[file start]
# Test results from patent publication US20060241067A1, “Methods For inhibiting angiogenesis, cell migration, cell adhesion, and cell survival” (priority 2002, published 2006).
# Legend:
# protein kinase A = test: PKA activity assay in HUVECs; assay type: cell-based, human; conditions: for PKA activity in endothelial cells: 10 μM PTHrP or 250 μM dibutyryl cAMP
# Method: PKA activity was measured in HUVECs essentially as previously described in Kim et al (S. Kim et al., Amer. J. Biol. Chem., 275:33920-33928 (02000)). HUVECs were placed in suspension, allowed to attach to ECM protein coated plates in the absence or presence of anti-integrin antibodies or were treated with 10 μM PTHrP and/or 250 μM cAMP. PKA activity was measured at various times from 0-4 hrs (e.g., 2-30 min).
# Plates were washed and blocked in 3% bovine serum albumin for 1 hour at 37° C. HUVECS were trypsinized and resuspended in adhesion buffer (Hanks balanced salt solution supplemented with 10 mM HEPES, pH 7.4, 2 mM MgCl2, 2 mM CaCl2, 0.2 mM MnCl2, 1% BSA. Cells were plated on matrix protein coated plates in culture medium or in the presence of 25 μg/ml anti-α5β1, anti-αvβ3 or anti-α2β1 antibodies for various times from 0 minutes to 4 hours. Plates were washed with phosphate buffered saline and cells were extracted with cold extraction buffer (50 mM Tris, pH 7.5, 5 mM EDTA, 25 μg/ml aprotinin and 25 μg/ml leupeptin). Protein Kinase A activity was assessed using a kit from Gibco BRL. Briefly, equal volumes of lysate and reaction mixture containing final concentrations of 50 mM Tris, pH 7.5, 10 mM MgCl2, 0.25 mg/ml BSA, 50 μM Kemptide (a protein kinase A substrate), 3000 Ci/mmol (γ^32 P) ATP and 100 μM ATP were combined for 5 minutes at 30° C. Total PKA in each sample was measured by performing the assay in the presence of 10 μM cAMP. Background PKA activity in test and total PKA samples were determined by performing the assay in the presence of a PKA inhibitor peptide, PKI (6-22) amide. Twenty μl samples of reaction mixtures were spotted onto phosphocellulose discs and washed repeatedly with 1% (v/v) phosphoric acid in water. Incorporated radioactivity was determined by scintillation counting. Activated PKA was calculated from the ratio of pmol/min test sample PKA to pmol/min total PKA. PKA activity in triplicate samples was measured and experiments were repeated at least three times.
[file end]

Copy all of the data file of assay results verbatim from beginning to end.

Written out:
# Test results from patent publication US20060241067A1, “Methods For inhibiting angiogenesis, cell migration, cell adhesion, and cell survival” (priority 2002, published 2006).
# Legend:
# protein kinase A = test: PKA activity assay in HUVECs; assay type: cell-based, human; conditions: for PKA activity in endothelial cells: 10 μM PTHrP or 250 μM dibutyryl cAMP
# Method: PKA activity was measured in HUVECs essentially as previously described in Kim et al (S. Kim et al., Amer. J. Biol. Chem., 275:33920-33928 (02000)). HUVECs were placed in suspension, allowed to attach to ECM protein coated plates in the absence or presence of anti-integrin antibodies or were treated with 10 μM PTHrP and/or 250 μM cAMP. PKA activity was measured at various times from 0-4 hrs (e.g., 2-30 min).
# Plates were washed and blocked in 3% bovine serum albumin for 1 hour at 37° C. HUVECS were trypsinized and resuspended in adhesion buffer (Hanks balanced salt solution supplemented with 10 mM HEPES, pH 7.4, 2 mM MgCl2, 2 mM CaCl2, 0.2 mM MnCl2, 1% BSA. Cells were plated on matrix protein coated plates in culture medium or in the presence of 25 μg/ml anti-α5β1, anti-αvβ3 or anti-α2β1 antibodies for various times from 0 minutes to 4 hours. Plates were washed with phosphate buffered saline and cells were extracted with cold extraction buffer (50 mM Tris, pH 7.5, 5 mM EDTA, 25 μg/ml aprotinin and 25 μg/ml leupeptin). Protein Kinase A activity was assessed using a kit from Gibco BRL. Briefly, equal volumes of lysate and reaction mixture containing final concentrations of 50 mM Tris, pH 7.5, 10 mM MgCl2, 0.25 mg/ml BSA, 50 μM Kemptide (a protein kinase A substrate), 3000 Ci/mmol (γ^32 P) ATP and 100 μM ATP were combined for 5 minutes at 30° C. Total PKA in each sample was measured by performing the assay in the presence of 10 μM cAMP. Background PKA activity in test and total PKA samples were determined by performing the assay in the presence of a PKA inhibitor peptide, PKI (6-22) amide. Twenty μl samples of reaction mixtures were spotted onto phosphocellulose discs and washed repeatedly with 1% (v/v) phosphoric acid in water. Incorporated radioactivity was determined by scintillation counting. Activated PKA was calculated from the ratio of pmol/min test sample PKA to pmol/min total PKA. PKA activity in triplicate samples was measured and experiments were repeated at least three times.